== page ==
The experiment was done by mixing 8 parts of the normal human serum (NHS) with 2 parts saline, saline plus activator (or B1000 extract), or activator plus B1000 extract. These mixtures were incubated for 30 minutes at 37 C. and the complement was examined by assaying total complement activity (CH50), C4d, Bb and iC3b split products. Results are shown in Table III.

              TABLE III______________________________________Incubation mixture          CH50    C4d      Bb   iC3b______________________________________NHS + saline (neg          318     5.33     2.3  119.0control)NHS + HAGG + saline          0       25.75    32.67                                861.0NHS + Z + saline          75      6.43     57.45                                585.0NHS + B1000 + saline          0       4.38     17.32                                115.5NHS + HAGG + B1000          0       5.92     36.84                                242.5NHS + Z + B1000          0       4.52     74.17                                436.3______________________________________

FIGS. 1A-D are graphic representations of the data of Table 3. It can be seen in FIG. 1A that the B1000 by itself inhibited the classical pathway activation necessary for CH50 activity. In FIG. 1B, the C4d assay, the HAGG caused a good increase of C4d which it is supposed to do (classical pathway activation) but this increase in C4d was blocked by the B1000. In the Bb assay, there was some activation of the alternative pathway by B1000. This could be due to the polyanions or it could be due to endotoxins released from the contaminating bacteria (which were filtered out, but any soluble products from them would still have been present). There was no decrease in Bb produced by the HAGG or Z, and the increase seen was probably an additive effect of the B1000 activation by itself. In the iC3b assay, it appeared that the B1000 did nothing by itself and that it blocked most of the HAGG-, and some of the Z-mediated iC3b production.

Dose-response of B1000 effect on CH50: In order to find a dose of B1000 that didn't block 100% of the CH50 response (to determine when a slight change is happening in other assays) we mixed NHS (as above) with dilutions of B1000 made in saline. These were incubated at 37 C. for 30 minutes, and then the CH50 assay was done. Results are shown in FIG. 2.

EXAMPLE 10

Nine subjects exhibiting moderately severe to severe arthritic pain were given Ginseng of the Sea™ sea cucumber body wall preparation for periods ranging from 8 to 16 weeks. All patients used a 500 mg capsule supplement orally in the following manner: 3 capsules in the morning and 3 capsules in the evening for 3 weeks, then 2 capsules in the morning and 2 in the evening subsequently. Occasionally, as noted, the patients reduced to 2 capsules per day after the target joint was significantly improved for maintenance supplementation.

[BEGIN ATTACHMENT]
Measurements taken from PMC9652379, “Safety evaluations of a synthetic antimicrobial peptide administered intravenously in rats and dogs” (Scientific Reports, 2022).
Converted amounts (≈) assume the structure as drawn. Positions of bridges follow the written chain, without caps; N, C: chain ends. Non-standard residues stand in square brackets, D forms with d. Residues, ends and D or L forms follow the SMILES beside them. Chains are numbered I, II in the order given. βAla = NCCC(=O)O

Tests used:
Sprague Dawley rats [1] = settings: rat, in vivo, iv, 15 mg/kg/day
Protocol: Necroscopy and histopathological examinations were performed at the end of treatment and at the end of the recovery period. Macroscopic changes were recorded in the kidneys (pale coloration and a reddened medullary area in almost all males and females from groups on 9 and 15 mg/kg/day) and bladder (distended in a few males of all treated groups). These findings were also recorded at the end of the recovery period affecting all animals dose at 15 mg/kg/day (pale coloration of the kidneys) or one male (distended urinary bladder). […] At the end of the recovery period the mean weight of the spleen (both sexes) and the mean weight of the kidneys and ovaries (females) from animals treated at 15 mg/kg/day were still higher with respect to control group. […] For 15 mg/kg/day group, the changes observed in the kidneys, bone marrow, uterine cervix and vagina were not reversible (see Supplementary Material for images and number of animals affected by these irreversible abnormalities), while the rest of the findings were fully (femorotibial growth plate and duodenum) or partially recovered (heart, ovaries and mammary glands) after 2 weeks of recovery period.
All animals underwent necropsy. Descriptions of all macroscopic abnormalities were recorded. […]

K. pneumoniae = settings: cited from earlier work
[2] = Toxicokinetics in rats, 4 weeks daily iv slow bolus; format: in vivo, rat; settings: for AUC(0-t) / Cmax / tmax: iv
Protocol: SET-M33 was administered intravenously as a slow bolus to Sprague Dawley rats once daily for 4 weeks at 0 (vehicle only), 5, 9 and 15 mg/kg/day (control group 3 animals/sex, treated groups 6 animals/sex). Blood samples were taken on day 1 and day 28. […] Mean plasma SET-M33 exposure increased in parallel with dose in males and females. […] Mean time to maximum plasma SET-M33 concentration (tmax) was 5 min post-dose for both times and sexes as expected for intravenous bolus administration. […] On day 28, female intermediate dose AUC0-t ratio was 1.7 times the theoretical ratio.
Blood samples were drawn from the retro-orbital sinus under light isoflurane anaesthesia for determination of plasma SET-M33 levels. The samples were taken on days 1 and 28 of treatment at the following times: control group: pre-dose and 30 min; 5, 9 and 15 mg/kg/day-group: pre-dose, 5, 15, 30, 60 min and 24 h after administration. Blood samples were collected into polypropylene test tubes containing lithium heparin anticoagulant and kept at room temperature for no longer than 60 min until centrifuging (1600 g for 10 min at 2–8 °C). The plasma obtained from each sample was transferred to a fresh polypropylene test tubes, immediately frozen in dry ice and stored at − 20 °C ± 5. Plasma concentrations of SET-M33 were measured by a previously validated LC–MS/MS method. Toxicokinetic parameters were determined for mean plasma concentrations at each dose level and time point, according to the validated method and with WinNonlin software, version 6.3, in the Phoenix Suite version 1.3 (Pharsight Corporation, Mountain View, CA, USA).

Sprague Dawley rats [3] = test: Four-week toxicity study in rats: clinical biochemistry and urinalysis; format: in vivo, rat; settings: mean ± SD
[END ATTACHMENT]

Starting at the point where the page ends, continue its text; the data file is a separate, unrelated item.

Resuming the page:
A rating scale of 1 to 10, with 1 being very mild and occasional pain which does not limit activity in any way, to 10 which is severe, continuous pain which prevents normal activity, is used as a subjective pain measurement tool in this study.

An 81 year old gentleman presented with left shoulder adhesive capsulitis of one year duration. He rated the pain as a 7 with inability to abduct of forward flex the left shoulder. Dressing was very painful. After 8 weeks supplementation beginning in January, 1996 he rated the pain as a 1 and could fully abduct the shoulder and fully extend the shoulder to a full reach above his head with only minimal pulling feeling. No chiropractic treatments were given to the shoulder.

A 50 year old female presented with cervical spine arthritis of 6 years duration. Radiographs revealed cervical degenerative disc and joint disease at C5, 6 and 7. Pain was rated at 5. She had loss of range of motion. She had been treated for 18 months with temporary resolution of cervical joint pain subsequent to adjustment. Following 12 weeks of supplementation beginning October, 1995 she rated the pain as 2 and had markedly increased ROM of the cervical spine.

A 44 year old male presented with chronic thoracic spine pain of 13 years, status post lifting injury at work. Radiographs revealed degenerative joint disease with loss of disc height and osteophyte formation at T10, 11 and 12. There was hyper-kyphosis at this level. He has been treated once per month for chronic mid-back pain and spasm for 10 years. He rated the pain as 3 after an adjustment but building up to 7 or 8 before the next treatment time. Following supplementation of 12 weeks beginning November, 1995, he rated the pain as a 1 and it only occasionally built prior to adjustment. There was clinically improved intersegmental ROM at the above level and decreased para spinal myospasm which remains stable between treatments for the first time in 10 years.